Maesta Duccio di Buoninsegna Buy Art Prints Now
from Amazon

* As an Amazon Associate, and partner with Google Adsense and Ezoic, I earn from qualifying purchases.

Tom Gurney BSc (Hons) is an art history expert with over 20 years experience
Published on June 19, 2020 / Updated on October 14, 2023
Email: [email protected] / Phone: +44 7429 011000

Duccio's Maestà was a highly ambitious series of paintings completed in the early 14th century. The main component pictures an enthroned Madonna and Child with saints and angels, with the artist providing many more supporting artworks as part of a complex altarpiece design.

This creation was to become the artist's most famous painting of all, and help to evolve Italian art onwards from the previous era of Byzantine art. He would be joined by the likes of Giotto and Cimabue in bringing a greater sense of realism to art, and from their achievements the main Renaissance would be born. Duccio's majestic use of tempera and gold on wood captivated his audience and allowed the artist to acquire all manner of different commissions, right across Italy. He was Sienese, and this important artwork remains there today within the Museo dell'Opera Metropolitana del Duomo. The artist would spend three years in total working on this project, calling on the assistance of other members of his workshop in order to complete this challenging commission in a timely manner. A master such as this would always keep a close eye on proceedings in order to ensure that his own reputation would not be tarnished by others failing to meet his own high standards.

The highly elaborate design for the Maestà features a two-sided design, with many individual artworks gathered together on wooden panels. The Madonna and Child piece covers much of the front of the altarpiece, with a predella of small paintings in a row underneath and then a further set of artworks above. On the reverse there is then many dozen more small artworks which together complete the overall project. It was undeniably bold and ambitious, and a studio was used to facilitate the work before it was finally unveiled at Siena Cathedral in the summer of 1312. The installation position meant that the design would have to be across both sides of the wood panelling, and as breahtaking as that made the final artwork, it did complicate matters considerably. The artist and his assistants made use of a large studio in Via Stalloreggi from which to plan the logistics of this commission, which first starting with the arrangement of the wood panelling, prior to paint being applied.

It was eventually decided in the 18th century to dismantle the altarpiece, with some elements now residing abroad in the collections of various art galleries. Thankfully, plenty still remains within Siena and can be seen today in the Museo dell'Opera Metropolitana del Duomo, where much more information can be found about the original display. Duccio was a key Siena artist who helped to make others aware of the qualities of the art school found here. He would also spread the region's reputation elsewhere across Italy, and open new opportunities for its artists. The Sienese School was at its strongest between the 13th and 15th century, and became most respected for its impressive handling of the Madonna and Child, or Maestà, theme which it specialised in. Even Duccio alone captured this iconic image in a large number of paintings across his own career.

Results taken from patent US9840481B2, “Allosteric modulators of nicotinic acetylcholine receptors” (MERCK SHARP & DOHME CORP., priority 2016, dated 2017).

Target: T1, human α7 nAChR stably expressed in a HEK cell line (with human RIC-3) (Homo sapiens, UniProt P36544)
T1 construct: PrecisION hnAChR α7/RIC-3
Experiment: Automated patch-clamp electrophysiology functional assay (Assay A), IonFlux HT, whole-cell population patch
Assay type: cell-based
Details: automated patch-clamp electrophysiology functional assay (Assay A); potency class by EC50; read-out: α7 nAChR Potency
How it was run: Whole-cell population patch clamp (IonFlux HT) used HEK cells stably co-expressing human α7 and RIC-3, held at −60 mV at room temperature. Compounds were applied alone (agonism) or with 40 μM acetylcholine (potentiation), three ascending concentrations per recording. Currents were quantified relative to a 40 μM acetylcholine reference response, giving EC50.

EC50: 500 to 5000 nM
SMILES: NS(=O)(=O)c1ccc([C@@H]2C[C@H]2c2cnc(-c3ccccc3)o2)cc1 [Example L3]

Table of Contents

  1. Description of the Painting
  2. What Techniques did Duccio use for Maestà?
  3. History behind Duccio's Maestà
  4. Who influenced Duccio's Maestà?
  5. Did the Artist Produce other Depictions of the Madonna and Child?
  6. How was the Altarpiece Constructed?
  7. When was the Altarpiece Dismantled?
  8. Where can the Paintings be Found Today?
  9. What other Artists came from Siena?
  10. What was the Siena School famous for?
  11. Explain the Content within Duccio's Maestà
  12. What other Artists featured the Maestà?
  13. What Paintings are Featured on the Front of the Altarpiece?
  14. What can we see on the Reverse of the Altarpiece?
  15. Large Image of Duccio's Maestà

Description of the Painting

Maestà features the enthroned Madonna and Child centrally and oversized. They are joined by a large selection of angels and saints who are spread out across the horizontal of this wide panel piece. This central panel is also sometimes known by the fuller title of The Mother of God Enthroned with the Christ Child Amidst Angels and Saints. The Madonna is dressed in a dark blue coat which covers her red dress and this is the normal colour combination used by artists of that time to depict this iconic figure. The child beside her is also in the trademark tones of pink, as he sits on his mother's left leg. The artist uses architectural style features across the ornate throne, almost as if painting a cathedral. In front and to the side are a number of kneeling guests, whilst others stand around the rest of the scene, filling the entire composition with a whole assortment of figures. They all look in admiration at the Madonna and Child, with their focus fixed as if in a trance.

The likes of Cimabue, Giotto and Duccio would often add halos in golden paint as if to signify the divine, and we see it here. They often then continued these tones across the background, helping to lift the overall piece and create impact when put on display within a religious setting. Duccio would likely have allowed his assistants to complete some of the supporting elements within this painting, perhaps then completing the Madonna and Child himself because of how that is the main focus of the piece. He understood that ambitious projects such as this could not be completed by one man alone, and so he would have to allow others to get involved. In the background, the room sweeps away to leave an additional row of figures behind, at the top of the composition. They are each afforded their own section to themselves, in a similar manner to how other 13th and 14th century artists had worked on themes such as this.